Listen to this article here
At least five residents of an Oklahoma apartment complex without air conditioning have been given eviction notices, KFOR’s Adria Goins reported on Wednesday. Manchester on May apartment complex is located in Oklahoma City, Oklahoma.
One renter says he has purchased over $1000 in small air conditioning units to combat the heat. Another says their floor has buckled due to hot conditions.
One woman, who alleges she experienced heat stroke from the conditions in her apartment, returned from the hospital to find an eviction notice on her door. She is one of several residents who received such a letter.
The residents claim they are unaware of the circumstances surrounding the termination of their leases. One resident was alleged to owe over $1000 in back rent, but provided receipts showing she was up to date.
According to Jaime Wilburn, who received an eviction notice, “They haven’t even told me anything.” Wilburn does not even reside in the apartment where the eviction notice was found, but was moved to a different residence due to air conditioning issues.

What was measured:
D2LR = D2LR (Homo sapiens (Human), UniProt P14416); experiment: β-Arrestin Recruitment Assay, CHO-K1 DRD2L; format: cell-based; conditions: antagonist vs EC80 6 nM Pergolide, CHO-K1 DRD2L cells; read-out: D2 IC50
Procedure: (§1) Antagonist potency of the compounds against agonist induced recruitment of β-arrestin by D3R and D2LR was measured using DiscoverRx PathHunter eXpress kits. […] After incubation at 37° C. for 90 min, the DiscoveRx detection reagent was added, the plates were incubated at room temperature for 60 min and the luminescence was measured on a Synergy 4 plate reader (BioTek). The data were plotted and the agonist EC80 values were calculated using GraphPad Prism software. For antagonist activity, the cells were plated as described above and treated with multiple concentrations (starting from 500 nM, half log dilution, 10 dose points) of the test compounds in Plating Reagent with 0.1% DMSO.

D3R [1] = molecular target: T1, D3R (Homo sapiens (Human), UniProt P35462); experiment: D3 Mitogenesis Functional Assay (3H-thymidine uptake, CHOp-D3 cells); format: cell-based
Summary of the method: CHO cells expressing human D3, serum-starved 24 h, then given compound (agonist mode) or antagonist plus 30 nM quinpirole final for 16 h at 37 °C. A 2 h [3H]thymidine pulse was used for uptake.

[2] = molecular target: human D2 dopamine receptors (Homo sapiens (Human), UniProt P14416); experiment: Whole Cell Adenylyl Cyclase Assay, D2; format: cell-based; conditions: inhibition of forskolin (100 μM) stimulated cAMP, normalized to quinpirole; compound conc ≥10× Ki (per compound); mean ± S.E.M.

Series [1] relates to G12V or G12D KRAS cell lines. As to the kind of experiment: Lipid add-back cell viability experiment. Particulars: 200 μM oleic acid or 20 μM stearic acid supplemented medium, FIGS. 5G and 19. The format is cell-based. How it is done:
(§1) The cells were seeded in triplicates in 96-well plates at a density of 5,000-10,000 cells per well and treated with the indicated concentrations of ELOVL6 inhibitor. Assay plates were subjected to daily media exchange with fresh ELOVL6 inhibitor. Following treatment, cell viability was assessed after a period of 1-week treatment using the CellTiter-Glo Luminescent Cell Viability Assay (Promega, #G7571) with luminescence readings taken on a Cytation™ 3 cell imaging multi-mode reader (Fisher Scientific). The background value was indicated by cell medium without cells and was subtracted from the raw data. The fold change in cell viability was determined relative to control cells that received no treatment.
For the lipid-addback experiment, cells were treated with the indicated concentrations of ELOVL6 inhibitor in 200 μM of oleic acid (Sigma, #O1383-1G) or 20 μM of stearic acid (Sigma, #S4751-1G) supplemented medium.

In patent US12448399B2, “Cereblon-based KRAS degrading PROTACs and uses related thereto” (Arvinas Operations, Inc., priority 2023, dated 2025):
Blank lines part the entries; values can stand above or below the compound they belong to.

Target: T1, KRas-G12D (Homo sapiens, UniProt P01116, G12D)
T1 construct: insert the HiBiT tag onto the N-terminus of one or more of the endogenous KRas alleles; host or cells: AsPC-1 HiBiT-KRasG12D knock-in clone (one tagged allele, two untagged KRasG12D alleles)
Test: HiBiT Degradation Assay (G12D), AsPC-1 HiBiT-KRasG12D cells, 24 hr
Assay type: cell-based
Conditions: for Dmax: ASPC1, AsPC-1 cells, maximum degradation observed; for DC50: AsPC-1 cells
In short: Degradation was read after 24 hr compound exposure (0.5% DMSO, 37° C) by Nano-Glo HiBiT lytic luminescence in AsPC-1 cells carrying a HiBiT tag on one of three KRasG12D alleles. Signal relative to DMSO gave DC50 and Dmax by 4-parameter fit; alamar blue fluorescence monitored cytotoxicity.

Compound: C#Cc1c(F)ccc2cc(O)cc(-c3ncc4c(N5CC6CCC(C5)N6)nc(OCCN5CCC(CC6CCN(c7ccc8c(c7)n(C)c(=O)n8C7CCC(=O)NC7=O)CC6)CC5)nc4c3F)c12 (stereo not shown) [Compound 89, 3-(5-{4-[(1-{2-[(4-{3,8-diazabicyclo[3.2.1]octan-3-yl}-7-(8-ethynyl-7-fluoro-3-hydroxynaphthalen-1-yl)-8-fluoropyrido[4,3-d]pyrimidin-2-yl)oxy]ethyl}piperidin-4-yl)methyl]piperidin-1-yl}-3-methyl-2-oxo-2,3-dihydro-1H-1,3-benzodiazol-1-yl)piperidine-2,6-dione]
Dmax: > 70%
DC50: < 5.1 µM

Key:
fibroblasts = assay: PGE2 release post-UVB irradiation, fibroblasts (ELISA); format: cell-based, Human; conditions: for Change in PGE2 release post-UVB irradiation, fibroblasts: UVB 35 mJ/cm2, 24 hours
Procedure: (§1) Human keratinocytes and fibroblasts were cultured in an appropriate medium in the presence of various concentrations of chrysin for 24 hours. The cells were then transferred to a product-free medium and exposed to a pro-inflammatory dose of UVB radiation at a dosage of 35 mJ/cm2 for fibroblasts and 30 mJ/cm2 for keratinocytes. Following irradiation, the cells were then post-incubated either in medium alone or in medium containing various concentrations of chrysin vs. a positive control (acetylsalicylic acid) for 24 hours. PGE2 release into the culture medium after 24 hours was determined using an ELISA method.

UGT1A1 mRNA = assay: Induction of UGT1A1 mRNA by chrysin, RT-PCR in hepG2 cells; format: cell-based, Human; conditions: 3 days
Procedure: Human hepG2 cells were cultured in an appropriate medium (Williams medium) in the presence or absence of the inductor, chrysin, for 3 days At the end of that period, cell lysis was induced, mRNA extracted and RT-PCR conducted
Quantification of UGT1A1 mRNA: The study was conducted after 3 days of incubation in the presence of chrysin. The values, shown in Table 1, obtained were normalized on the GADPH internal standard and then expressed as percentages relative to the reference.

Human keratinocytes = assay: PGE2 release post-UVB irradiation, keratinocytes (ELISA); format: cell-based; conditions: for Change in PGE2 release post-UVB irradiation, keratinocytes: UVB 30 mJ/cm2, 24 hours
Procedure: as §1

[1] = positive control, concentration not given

Apartment complex may face class-action lawsuit over evictions, lack of air conditioning
According to KFOR News, over half of the apartments in Manchester on May are without air conditioning. The complex has over 100 apartments.
Meanwhile, the residents of Manchester on May are considering a class action lawsuit against the complex. Oklahoma citizens have experienced one of the state’s hottest summers on record, with over 17 days at or above 100 degrees.
Manchester on May management has communicated with KFOR News via email regarding the lack of air conditioning in the complex. In an email, the property management stated, “Unfortunately the damage that was done was underground throughout the entire property and we have to go the direction that is most suitable for the property.”
The email continued, “Our next step is to wait on the OG&E’s contracting department to start the work. I do not have a time frame on that at this moment.”
The Black Wall St. Times reached out to the Manchester on May apartment building leasing office for a comment, but the call went to voicemail.